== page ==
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    Difford, GF, Plichta, DR, Løvendahl, P, Lassen, J, Noel, SJ, Højberg, O, Wright, A-DG, Zhu, Z, Kristensen, L, Nielsen, HB, Guldbrandtsen, B, Sahana, G & Leeb, T 2018, 'Host genetics and the rumen microbiome jointly associate with methane emissions in dairy cows', PLOS Genetics, vol. 14, no. 10, e1007580. https://doi.org/10.1371/journal.pgen.1007580

    Host genetics and the rumen microbiome jointly associate with methane emissions in dairy cows. / Difford, Gareth Frank; Plichta, Damian Rafal; Løvendahl, Peter; Lassen, Jan; Noel, Samantha Joan; Højberg, Ole; Wright, André-Denis G.; Zhu, Zhigang; Kristensen, Lise; Nielsen, Henrik Bjørn; Guldbrandtsen, Bernt; Sahana, Goutam; Leeb, Tosso.

    In: PLOS Genetics, Vol. 14, No. 10, e1007580, 2018.

    Research output: Contribution to journalJournal articleResearchpeer-review

    TY - JOUR

    T1 - Host genetics and the rumen microbiome jointly associate with methane emissions in dairy cows

    AU - Difford, Gareth Frank

    AU - Plichta, Damian Rafal

    AU - Løvendahl, Peter

    AU - Lassen, Jan

    AU - Noel, Samantha Joan

    AU - Højberg, Ole

    AU - Wright, André-Denis G.

    AU - Zhu, Zhigang

    AU - Kristensen, Lise

    AU - Nielsen, Henrik Bjørn

    AU - Guldbrandtsen, Bernt

    AU - Sahana, Goutam

    AU - Leeb, Tosso

    PY - 2018

    Y1 - 2018

    N2 - Cattle and other ruminants produce large quantities of methane (~110 million metric tonnes per annum), which is a potent greenhouse gas affecting global climate change. Methane (CH4) is a natural by-product of gastro-enteric microbial fermentation of feedstuffs in the rumen and contributes to 6% of total CH4 emissions from anthropogenic-related sources. The extent to which the host genome and rumen microbiome influence CH4 emission is not yet well known. This study confirms individual variation in CH4 production was influenced by individual host (cow) genotype, as well as the host's rumen microbiome composition. Abundance of a small proportion of bacteria and archaea taxa were influenced to a limited extent by the host's genotype and certain taxa were associated with CH4 emissions. However, the cumulative effect of all bacteria and archaea on CH4 production was 13%, the host genetics (heritability) was 21% and the two are largely independent. This study demonstrates variation in CH4 emission is likely not modulated through cow genetic effects on the rumen microbiome. Therefore, the rumen microbiome and cow genome could be targeted independently, by breeding low methane-emitting cows and in parallel, by investigating possible strategies that target changes in the rumen microbiome to reduce CH4 emissions in the cattle industry.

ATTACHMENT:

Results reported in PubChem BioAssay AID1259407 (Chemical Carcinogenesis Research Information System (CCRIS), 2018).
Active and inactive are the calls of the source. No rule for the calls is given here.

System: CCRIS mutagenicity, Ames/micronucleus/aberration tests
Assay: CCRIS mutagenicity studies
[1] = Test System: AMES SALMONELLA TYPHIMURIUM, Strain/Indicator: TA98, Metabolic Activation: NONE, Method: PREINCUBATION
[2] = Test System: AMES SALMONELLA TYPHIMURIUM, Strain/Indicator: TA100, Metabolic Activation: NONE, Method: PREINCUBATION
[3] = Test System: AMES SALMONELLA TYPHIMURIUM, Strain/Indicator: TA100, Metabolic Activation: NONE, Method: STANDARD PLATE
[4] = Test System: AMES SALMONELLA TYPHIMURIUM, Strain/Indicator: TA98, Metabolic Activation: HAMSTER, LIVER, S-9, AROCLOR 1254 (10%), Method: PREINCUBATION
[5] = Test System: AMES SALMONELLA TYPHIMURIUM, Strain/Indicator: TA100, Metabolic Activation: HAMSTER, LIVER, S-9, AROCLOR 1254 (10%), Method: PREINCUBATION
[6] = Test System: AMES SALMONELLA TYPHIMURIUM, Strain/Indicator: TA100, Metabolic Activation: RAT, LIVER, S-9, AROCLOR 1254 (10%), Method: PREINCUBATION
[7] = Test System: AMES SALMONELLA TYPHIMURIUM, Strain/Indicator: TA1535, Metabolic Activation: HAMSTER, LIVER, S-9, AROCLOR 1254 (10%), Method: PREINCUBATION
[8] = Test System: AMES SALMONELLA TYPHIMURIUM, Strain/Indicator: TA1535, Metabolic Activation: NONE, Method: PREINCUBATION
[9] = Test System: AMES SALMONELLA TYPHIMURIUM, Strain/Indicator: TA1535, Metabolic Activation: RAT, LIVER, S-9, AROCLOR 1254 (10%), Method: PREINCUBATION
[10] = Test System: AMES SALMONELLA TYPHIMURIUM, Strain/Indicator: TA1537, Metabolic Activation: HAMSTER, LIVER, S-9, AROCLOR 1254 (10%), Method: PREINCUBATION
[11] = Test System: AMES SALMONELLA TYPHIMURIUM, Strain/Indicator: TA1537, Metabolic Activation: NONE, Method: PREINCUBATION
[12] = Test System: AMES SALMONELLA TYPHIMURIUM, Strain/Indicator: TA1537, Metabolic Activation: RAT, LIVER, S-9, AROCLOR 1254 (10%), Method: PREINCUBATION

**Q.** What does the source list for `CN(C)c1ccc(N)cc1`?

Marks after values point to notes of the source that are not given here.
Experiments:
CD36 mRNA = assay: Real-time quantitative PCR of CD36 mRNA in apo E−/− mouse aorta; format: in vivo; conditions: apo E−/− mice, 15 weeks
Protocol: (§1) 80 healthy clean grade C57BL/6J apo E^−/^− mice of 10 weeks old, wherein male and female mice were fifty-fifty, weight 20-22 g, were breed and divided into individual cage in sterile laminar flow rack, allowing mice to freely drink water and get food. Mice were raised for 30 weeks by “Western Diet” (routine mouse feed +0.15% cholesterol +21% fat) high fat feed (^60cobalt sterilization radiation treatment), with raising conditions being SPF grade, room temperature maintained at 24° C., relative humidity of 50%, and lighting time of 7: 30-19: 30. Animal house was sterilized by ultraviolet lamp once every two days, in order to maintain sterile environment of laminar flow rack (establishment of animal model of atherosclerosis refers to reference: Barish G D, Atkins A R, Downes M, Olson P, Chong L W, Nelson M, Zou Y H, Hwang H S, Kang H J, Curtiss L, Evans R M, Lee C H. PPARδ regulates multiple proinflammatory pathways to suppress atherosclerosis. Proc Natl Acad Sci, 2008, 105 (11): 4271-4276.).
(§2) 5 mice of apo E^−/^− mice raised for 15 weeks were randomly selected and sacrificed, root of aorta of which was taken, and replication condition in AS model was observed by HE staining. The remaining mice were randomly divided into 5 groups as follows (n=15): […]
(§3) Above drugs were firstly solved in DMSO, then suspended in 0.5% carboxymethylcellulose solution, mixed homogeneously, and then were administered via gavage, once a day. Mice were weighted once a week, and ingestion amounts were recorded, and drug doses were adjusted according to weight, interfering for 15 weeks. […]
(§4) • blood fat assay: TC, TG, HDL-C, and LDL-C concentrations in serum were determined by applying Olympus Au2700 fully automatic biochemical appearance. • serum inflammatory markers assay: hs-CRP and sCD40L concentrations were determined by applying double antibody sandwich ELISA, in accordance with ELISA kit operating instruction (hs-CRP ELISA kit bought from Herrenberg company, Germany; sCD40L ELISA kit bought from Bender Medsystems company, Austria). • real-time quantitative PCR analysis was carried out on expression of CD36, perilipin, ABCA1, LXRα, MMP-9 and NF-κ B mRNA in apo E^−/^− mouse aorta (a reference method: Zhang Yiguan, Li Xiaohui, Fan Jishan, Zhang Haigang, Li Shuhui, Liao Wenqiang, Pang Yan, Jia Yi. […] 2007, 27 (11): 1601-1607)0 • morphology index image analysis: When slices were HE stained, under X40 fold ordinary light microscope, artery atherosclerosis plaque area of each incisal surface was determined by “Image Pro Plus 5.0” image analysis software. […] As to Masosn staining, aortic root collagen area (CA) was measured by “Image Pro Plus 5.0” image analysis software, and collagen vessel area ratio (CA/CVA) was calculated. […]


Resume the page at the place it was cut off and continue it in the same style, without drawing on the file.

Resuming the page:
AB - Cattle and other ruminants produce large quantities of methane (~110 million metric tonnes per annum), which is a potent greenhouse gas affecting global climate change. Methane (CH4) is a natural by-product of gastro-enteric microbial fermentation of feedstuffs in the rumen and contributes to 6% of total CH4 emissions from anthropogenic-related sources. The extent to which the host genome and rumen microbiome influence CH4 emission is not yet well known. This study confirms individual variation in CH4 production was influenced by individual host (cow) genotype, as well as the host's rumen microbiome composition. Abundance of a small proportion of bacteria and archaea taxa were influenced to a limited extent by the host's genotype and certain taxa were associated with CH4 emissions. However, the cumulative effect of all bacteria and archaea on CH4 production was 13%, the host genetics (heritability) was 21% and the two are largely independent. This study demonstrates variation in CH4 emission is likely not modulated through cow genetic effects on the rumen microbiome. Therefore, the rumen microbiome and cow genome could be targeted independently, by breeding low methane-emitting cows and in parallel, by investigating possible strategies that target changes in the rumen microbiome to reduce CH4 emissions in the cattle industry.

    U2 - 10.1371/journal.pgen.1007580

    DO - 10.1371/journal.pgen.1007580

    M3 - Journal article

    VL - 14

    JO - P L o S Genetics

    JF - P L o S Genetics

    SN - 1553-7390

    IS - 10

    M1 - e1007580

    ER -

    Difford GF, Plichta DR, Løvendahl P, Lassen J, Noel SJ, Højberg O et al. Host genetics and the rumen microbiome jointly associate with methane emissions in dairy cows. PLOS Genetics. 2018;14(10). e1007580. https://doi.org/10.1371/journal.pgen.1007580